Going to try smoking chuck roast tomorrow and will give your method a try and see if it will work for me. I think I am going to have to get a tighter seal on my cooker door which will help get a longer burn time.
Wood River BBQ Team

flybuy wrote:
Thanks for the info guys. Big help. How long do you go before having to add wood after u start with charcoal and get up to cooking temp.
My main reason for making charcoal basket was to try to get a longer burn time without having to add wood every 30 minutes.
I have discovered that there are a lot of leaks around cooker door. So I am loosing a lot of heat.
I am new to using a stick burner as u can tell I am sure. Been using a big green egg for several years and got use to very long burn times.
Going to try smoking chuck roast tomorrow and will give your method a try and see if it will work for me. I think I am going to have to get a tighter seal on my cooker door which will help get a longer burn time.



Flybuy: I have to add a small amount of fuel (either wood or lump) every 35 or 40 minutes and it depends on the conditions (dry & hot or windy & cold). When I cook it's an event -- in other words, I give my total attention to the cook. Smoking is one of the reasons lounge chairs and beer were invented!! Adding fuel just goes with smoking. I monitor my temp and when I see it starting to drop I add fuel.

I might have a easy fix for you cook chamber leak. On my unit both latches don't connect with the "V" latch. They just flop into the "V". They don't do anything but look nice. For a quick fix, insert a thin washer or thin piece of metal in the "V" of both latches and then close the latches. You might have to fool around with different thickness of metal to get the right fit. What you're doing is "shimming" the latch -- even a thin piece of wood would work. The leak opening is very small so you only need a little pressure on the latch to close it up. Give it a try and see if it works.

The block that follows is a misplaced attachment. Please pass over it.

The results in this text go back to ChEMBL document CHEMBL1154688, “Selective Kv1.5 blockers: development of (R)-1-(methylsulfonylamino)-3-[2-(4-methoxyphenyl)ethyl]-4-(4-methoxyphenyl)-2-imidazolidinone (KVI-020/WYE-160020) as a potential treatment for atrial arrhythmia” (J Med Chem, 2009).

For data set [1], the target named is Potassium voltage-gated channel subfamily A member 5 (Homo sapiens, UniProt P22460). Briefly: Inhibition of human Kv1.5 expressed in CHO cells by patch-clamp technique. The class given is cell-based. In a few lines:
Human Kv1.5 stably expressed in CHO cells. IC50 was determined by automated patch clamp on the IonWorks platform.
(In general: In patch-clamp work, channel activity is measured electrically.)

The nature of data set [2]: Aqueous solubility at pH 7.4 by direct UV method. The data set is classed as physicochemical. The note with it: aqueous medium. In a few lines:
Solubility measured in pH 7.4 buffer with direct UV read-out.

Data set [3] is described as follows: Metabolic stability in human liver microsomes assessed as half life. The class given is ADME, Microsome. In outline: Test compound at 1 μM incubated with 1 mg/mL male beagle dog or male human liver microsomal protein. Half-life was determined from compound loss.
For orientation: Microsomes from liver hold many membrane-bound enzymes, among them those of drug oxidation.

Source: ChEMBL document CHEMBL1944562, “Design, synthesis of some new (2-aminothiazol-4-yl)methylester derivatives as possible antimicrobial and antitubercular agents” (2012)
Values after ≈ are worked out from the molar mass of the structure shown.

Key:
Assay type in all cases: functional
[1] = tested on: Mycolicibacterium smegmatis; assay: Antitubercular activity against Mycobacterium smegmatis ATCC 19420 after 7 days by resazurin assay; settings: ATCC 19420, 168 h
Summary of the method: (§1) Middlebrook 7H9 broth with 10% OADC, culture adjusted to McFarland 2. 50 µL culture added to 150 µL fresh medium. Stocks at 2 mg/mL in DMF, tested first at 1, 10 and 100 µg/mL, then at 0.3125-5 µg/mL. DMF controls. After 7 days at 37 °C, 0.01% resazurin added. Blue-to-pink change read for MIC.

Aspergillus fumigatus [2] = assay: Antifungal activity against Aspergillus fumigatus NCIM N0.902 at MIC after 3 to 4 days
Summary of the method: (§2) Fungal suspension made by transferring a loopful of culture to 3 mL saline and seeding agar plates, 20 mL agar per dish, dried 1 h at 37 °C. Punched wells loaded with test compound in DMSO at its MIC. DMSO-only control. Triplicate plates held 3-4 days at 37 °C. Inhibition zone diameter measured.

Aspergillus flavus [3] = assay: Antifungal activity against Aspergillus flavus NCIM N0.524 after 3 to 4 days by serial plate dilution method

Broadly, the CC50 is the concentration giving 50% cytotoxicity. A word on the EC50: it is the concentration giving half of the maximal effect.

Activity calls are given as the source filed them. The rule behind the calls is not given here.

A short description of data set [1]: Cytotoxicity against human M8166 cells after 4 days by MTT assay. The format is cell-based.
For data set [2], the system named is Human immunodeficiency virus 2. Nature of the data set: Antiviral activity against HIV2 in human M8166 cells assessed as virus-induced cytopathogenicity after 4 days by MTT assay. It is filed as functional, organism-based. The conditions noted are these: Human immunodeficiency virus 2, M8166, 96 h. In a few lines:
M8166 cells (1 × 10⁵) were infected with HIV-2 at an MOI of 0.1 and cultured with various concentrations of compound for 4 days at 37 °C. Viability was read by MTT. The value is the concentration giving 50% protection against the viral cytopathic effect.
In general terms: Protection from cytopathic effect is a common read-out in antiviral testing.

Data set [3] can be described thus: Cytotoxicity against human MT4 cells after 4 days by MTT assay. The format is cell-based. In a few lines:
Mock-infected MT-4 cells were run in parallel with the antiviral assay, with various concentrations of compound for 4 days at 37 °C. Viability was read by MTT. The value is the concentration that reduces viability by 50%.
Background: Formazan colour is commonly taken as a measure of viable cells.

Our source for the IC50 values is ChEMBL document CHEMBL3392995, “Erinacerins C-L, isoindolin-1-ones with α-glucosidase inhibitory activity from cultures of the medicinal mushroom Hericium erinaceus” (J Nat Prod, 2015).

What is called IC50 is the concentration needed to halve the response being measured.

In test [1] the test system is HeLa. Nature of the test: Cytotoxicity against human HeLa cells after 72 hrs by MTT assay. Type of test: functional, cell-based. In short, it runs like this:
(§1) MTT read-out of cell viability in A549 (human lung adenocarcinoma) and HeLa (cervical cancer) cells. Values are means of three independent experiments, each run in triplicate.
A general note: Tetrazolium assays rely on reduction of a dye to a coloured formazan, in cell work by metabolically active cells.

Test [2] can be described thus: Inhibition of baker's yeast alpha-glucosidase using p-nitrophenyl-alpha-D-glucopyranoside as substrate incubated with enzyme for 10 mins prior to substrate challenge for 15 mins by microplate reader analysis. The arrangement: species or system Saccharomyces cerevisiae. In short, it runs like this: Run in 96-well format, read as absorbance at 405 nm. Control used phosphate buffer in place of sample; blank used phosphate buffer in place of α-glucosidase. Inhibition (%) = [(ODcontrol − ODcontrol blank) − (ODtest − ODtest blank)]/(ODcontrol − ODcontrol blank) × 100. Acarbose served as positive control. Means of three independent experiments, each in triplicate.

Good luck with your roast cook today.
flybuy

Started with 3/4 basket royal oak lump this morning. It last about hour and a half before I had to add more. Is that about right? I had to slide basket out to add wood every time so I ended up just taking basket out. I think I need to modify my basket. It sets to close to top, there is not enough room to get wood in with basket all the way in.
The strips welded on my door do not fit flush with cooking chamber. Bottom strip is bowed out in center, and at edge where it is welded to vertical strip coming down ,it is about 3/16 to
1/8  down to far so it holds door out to far. Not an easy fix. Will have to cut it loose and reweld.Since I am a welder by trade it is doable.   Only draw back i can't see to weld very good anymore. Getting old. Lol. May give it a try one of these days though. Again thanks for your help!!
Wood River BBQ Team

flybuy wrote:
Started with 3/4 basket royal oak lump this morning. It last about hour and a half before I had to add more. Is that about right? I had to slide basket out to add wood every time so I ended up just taking basket out. I think I need to modify my basket. It sets to close to top, there is not enough room to get wood in with basket all the way in.
The strips welded on my door do not fit flush with cooking chamber. Bottom strip is bowed out in center, and at edge where it is welded to vertical strip coming down ,it is about 3/16 to
1/8  down to far so it holds door out to far. Not an easy fix. Will have to cut it loose and reweld.Since I am a welder by trade it is doable.   Only draw back i can't see to weld very good anymore. Getting old. Lol. May give it a try one of these days though. Again thanks for your help!!